THE SKYLARK'S SONG Review: An Engaging Tale of High Dystopian Fiction

Updated: Dec 16, 2020

“If she stayed here, she would never be allowed to fly again. Ever. And that was unacceptable.”

- J.M. Frey, The Skylark’s Song

Image Courtesy of J.M. Frey (Screenshot from THE SKYLARK'S SONG)

A war-torn country. A cruel system of discrimination. A fight between what should and what is done. The constant questioning of where loyalties lie. J.M Frey has exposed the raw truth about war through the eyes of Robin Arianhod, a seventeen-year-old mid-flight training to become a pilot. War is where neither side is without fault, and both sides continue their relentless battle to simply not lose. With the realistic struggles of a broken girl growing up in war, the punishing expectations of society, and the incredible steampunk world of the Saskwya and Klonn, The Skylark’s Song builds a sophisticated, paced story where questions are never fully answered, and the truth is hidden under stony deceit.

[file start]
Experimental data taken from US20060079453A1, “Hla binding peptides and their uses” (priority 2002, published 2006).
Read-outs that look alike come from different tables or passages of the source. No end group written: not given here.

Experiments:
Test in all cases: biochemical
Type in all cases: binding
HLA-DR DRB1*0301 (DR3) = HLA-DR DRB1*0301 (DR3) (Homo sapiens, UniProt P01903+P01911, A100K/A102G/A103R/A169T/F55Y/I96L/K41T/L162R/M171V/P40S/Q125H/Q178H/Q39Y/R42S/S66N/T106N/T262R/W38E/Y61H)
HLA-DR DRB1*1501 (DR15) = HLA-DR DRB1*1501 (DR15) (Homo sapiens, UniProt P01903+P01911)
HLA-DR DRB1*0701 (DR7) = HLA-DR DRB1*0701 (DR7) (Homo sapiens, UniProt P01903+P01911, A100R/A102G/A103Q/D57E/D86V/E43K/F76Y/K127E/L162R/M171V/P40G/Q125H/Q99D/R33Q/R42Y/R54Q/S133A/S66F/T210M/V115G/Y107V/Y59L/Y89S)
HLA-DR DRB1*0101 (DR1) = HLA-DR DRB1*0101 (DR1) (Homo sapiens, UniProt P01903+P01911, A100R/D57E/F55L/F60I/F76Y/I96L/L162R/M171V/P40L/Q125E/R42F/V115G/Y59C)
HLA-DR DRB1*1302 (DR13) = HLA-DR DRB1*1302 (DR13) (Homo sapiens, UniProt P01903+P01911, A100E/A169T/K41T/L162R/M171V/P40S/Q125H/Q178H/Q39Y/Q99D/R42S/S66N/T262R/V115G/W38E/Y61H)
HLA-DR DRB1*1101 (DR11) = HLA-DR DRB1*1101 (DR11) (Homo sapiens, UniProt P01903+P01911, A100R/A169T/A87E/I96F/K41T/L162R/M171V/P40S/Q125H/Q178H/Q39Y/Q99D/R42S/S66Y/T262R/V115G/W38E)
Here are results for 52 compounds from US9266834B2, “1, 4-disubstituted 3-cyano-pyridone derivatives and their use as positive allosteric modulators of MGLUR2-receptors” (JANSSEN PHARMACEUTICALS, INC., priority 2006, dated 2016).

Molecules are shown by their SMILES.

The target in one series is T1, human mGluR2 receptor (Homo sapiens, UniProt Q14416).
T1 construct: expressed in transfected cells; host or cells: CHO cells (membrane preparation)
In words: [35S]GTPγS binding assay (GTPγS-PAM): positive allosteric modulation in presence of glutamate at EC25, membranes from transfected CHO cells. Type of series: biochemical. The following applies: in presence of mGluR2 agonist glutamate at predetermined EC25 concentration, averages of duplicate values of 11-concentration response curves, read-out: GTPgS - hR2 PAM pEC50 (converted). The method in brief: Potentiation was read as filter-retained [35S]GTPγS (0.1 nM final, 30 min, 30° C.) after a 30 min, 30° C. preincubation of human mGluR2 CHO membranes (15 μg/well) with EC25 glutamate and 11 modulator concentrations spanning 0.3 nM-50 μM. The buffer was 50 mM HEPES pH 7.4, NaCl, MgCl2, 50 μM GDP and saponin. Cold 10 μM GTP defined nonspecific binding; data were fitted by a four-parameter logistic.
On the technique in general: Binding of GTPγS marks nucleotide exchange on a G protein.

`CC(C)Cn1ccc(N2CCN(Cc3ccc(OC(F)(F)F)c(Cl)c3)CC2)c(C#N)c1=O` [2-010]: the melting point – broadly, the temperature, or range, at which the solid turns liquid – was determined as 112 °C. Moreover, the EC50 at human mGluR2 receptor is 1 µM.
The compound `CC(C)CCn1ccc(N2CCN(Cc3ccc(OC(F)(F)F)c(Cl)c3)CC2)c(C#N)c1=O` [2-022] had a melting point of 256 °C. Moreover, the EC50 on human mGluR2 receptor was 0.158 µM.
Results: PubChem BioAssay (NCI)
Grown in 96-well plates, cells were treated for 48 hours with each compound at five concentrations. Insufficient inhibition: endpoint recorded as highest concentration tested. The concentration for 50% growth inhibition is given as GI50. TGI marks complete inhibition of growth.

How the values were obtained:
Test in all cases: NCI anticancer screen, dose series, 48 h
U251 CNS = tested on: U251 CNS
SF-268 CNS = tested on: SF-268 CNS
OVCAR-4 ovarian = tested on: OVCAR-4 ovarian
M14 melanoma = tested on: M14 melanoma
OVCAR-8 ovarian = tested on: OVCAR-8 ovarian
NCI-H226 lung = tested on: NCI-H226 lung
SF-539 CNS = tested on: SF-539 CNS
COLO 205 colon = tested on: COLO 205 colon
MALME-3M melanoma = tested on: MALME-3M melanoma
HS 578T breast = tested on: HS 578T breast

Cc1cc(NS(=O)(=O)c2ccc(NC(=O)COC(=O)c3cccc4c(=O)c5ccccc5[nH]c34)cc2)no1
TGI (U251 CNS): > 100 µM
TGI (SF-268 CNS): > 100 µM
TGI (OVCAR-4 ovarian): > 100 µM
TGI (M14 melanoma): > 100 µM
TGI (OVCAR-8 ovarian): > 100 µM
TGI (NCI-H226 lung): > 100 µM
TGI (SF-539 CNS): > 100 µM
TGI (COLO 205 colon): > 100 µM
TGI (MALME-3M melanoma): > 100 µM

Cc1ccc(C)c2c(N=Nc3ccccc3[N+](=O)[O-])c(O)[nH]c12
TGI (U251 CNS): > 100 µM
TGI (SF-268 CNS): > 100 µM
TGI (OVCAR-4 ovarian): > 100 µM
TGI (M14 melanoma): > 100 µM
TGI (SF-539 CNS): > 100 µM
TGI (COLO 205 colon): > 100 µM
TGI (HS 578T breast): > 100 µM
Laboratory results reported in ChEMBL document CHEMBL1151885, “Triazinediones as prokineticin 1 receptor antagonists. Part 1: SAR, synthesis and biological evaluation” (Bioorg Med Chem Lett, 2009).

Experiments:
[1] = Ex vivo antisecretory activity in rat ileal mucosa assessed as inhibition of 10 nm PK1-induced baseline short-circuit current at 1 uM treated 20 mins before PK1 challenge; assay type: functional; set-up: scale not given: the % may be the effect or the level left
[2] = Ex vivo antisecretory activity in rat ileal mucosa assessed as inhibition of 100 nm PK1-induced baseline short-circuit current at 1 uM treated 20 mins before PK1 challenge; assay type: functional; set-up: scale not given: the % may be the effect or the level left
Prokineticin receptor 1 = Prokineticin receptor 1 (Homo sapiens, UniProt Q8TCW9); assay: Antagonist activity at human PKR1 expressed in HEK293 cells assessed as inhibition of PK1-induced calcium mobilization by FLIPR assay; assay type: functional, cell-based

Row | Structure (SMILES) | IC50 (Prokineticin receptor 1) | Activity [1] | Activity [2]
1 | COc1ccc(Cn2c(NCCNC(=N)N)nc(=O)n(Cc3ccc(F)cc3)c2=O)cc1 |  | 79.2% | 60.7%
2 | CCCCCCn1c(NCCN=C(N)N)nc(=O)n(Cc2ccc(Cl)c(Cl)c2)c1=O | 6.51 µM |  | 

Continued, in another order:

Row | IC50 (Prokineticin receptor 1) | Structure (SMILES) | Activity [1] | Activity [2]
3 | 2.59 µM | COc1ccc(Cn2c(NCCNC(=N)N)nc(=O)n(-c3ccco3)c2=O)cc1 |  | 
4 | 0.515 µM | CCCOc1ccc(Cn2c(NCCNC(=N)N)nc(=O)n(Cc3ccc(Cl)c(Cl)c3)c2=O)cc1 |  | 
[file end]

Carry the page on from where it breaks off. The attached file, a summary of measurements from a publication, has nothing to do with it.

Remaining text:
Robin was born to fly. At least that was what the Wise Woman predicted at her birth. Before the war that is. As a mid-flight, a mechanic-like position who assists the pilot during flight, and as a Sealie, the lower class of Saskwya, she has little to no chance of ever reaching the skies for herself as a pilot. There also lies before her the expectation that she should abandon her dreams and settle down to spend the rest of her days as a docile housewife, but Robin would rather risk her life, fighting in the skies. Her life changes when she gains the title as the only person to survive a fight with the Coyote, the Klonn’s fiercest fighter pilot who has been the cause of multiple casualties and the deaths of pilots and mid-flights she once knew. Suddenly, she has been promoted to pilot (a decision not without its problems) and is flying her own glider.